Things we can and can’t control: Prudence Melom on tackling racism.

Things we can and can’t control: Prudence Melom on tackling racism.

Prudence Melom was only a little girl when she arrived from Chad in Toowoomba via Brisbane. Her experiences of community kindness have stuck with her throughout her upbringing. Today, she wants to continue to foster and spread that community kindness, not just in Toowoomba, but across Australia.

 

“I first arrived in Toowoomba in 2007, I came here with my family, we arrived as refugees here. When we first came it was an unknown country, we didn’t know anyone in Australia before we arrived. So from arriving at the airport in Brisbane, we had a team of people who worked for resettlement services. They were at the airport and were waiting for us with big smiles on their faces. Even in that moment, when you’ve just landed, you are welcomed with big smiles and you are just made to feel very safe and welcomed.

 

“Before coming to Toowoomba itself, I didn’t know much about the town, it was chosen for us and it was just a place that the government decided to send us to to settle. But I think the best way I can describe my relationship with Toowoomba is it is like being set up on that blind date that actually works out! It is a really good place to raise a family, it’s not as busy as bigger cities, it is a regional area but it’s not too small either, it’s like a small city on its own. There are schools, Universities, really that good community spirit, we have a lovely mayor as well.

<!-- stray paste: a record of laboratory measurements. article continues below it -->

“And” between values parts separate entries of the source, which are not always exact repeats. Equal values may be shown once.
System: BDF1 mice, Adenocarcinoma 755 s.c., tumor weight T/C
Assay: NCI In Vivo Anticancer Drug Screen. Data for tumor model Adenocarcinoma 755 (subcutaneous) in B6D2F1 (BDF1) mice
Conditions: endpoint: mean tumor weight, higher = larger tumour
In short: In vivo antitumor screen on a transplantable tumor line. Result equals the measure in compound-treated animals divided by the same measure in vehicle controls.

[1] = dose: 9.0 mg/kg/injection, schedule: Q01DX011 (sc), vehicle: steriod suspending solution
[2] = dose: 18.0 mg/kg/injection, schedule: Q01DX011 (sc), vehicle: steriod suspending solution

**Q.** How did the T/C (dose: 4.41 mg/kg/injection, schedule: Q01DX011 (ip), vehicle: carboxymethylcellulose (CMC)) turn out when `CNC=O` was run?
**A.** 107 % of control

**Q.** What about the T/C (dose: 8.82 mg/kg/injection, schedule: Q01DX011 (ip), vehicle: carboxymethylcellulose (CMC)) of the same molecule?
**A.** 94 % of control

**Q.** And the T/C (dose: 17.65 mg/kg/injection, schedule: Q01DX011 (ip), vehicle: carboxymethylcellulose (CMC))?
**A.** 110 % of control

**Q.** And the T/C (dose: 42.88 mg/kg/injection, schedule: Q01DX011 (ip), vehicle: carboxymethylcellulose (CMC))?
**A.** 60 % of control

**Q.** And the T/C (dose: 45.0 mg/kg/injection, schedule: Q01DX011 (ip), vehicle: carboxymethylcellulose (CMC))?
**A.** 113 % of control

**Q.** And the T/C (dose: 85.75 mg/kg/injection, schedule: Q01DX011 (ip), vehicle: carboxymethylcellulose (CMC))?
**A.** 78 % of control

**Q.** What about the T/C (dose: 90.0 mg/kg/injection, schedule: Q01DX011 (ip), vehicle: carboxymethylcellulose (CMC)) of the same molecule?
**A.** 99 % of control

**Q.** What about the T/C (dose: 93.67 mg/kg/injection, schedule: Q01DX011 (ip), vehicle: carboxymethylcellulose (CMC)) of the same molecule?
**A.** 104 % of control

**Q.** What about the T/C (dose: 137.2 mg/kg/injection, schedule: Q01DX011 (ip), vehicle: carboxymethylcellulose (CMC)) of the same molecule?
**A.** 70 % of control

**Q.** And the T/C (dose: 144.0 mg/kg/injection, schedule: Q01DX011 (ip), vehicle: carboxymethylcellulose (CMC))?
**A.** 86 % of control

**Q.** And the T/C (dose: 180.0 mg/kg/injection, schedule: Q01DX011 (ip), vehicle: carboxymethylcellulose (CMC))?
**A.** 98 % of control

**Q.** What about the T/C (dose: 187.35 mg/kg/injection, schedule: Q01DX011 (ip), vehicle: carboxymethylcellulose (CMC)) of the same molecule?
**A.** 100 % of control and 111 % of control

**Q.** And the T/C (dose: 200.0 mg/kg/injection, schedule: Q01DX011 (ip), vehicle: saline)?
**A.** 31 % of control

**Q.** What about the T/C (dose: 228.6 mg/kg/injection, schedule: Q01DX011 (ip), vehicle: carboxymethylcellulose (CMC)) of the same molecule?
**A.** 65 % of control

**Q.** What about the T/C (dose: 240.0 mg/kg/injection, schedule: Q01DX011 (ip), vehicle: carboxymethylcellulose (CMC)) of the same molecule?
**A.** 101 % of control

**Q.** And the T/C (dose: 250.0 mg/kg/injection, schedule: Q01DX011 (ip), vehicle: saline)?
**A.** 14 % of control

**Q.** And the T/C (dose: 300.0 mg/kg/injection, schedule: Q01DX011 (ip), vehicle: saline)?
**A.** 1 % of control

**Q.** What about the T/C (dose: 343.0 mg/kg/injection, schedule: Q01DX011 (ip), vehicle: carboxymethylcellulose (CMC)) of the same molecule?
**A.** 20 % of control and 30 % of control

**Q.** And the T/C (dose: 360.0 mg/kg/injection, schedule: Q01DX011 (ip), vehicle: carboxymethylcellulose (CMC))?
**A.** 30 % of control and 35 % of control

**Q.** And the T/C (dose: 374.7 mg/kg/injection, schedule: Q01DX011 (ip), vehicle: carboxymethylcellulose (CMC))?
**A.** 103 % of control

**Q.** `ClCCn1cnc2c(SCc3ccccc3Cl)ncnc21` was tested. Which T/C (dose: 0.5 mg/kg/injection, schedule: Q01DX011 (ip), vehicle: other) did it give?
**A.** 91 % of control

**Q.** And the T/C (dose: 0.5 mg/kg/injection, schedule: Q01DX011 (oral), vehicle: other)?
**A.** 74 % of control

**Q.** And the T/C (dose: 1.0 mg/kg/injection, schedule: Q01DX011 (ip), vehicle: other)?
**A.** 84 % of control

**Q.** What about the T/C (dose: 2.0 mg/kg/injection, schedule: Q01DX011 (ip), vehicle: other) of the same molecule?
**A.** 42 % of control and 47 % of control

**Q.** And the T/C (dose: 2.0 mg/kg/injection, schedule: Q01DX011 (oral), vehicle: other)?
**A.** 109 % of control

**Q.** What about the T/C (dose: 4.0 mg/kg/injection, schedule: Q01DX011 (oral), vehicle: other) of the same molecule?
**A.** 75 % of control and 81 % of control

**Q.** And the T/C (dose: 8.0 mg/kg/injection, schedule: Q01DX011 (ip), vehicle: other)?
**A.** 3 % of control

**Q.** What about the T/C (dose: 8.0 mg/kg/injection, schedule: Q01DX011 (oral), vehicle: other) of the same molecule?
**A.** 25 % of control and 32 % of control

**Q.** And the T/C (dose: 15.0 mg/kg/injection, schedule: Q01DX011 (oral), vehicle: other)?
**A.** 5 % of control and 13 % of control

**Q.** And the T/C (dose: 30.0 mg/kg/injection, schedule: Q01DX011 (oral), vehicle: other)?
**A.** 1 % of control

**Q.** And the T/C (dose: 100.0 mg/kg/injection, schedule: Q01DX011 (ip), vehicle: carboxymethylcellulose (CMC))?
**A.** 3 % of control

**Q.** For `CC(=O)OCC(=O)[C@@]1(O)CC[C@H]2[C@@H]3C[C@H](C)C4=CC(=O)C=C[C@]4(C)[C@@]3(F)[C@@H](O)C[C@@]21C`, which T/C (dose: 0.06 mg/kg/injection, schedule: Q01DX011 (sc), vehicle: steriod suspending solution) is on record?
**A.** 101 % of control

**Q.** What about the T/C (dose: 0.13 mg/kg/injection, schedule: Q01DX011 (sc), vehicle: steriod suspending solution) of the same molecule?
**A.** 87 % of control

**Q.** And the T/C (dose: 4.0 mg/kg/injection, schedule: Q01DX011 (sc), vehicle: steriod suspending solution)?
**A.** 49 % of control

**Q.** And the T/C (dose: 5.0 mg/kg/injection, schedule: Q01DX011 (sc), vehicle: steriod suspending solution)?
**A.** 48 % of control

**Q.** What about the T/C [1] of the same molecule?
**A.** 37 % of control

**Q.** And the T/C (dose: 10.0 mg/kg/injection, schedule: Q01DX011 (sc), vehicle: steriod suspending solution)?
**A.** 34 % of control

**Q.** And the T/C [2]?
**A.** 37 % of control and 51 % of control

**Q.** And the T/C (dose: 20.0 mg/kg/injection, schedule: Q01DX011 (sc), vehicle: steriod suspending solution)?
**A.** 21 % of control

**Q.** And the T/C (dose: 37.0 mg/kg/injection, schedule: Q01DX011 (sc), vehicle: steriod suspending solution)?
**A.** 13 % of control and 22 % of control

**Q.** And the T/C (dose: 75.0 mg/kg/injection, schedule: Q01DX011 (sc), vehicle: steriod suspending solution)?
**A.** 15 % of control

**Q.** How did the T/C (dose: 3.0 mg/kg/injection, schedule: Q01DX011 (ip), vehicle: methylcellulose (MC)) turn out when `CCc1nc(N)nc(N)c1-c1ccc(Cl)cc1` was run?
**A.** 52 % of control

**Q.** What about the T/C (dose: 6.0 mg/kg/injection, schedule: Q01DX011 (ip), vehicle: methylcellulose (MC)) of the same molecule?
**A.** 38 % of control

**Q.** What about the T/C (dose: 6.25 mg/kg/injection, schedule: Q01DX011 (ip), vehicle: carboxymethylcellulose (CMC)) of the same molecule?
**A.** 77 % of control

“There are just lovely people around and that’s definitely another big reason why we’ve stayed loyal to Toowoomba since then. For example, I had my ESL teacher, she was the first one to have me taste sausage rolls and vegemite, so I had my first experiences that I’ve had in this country was because of people’s random acts of kindness and generosity, just people trying to get me to experience the lifestyle here in Australia, so those were really good memories. 

 

“Even though we met a lot of great people that helped us a lot coming here, there was that number of people that were not so keen seeing our faces. You know, walking down the street and being told to go back to where you come from, where you know deep inside you don’t have anywhere else to go, no one leaves home if home is a safe place to be. So, after having my own personal experience of racism on different levels, I decided that I wanted to do something about it and I wanted to speak up. So, I decided that since there was a void of programs to educate young school kids about the arrivals of refugees and migrants, I created E-raced.  

 

“E-raced works with young people from refugee and migrant backgrounds and gives them a platform to share their stories and experience. They can use their own personal stories to educate, to empower, to create mutual understanding and respect and start to combat racism. We can try to hide away from the fact that there is racism in Australia but I don’t know how long we are going to keep hiding away from it because people are experiencing it on a daily basis, so we just use our platform and our voices to speak up and to stand against it as a team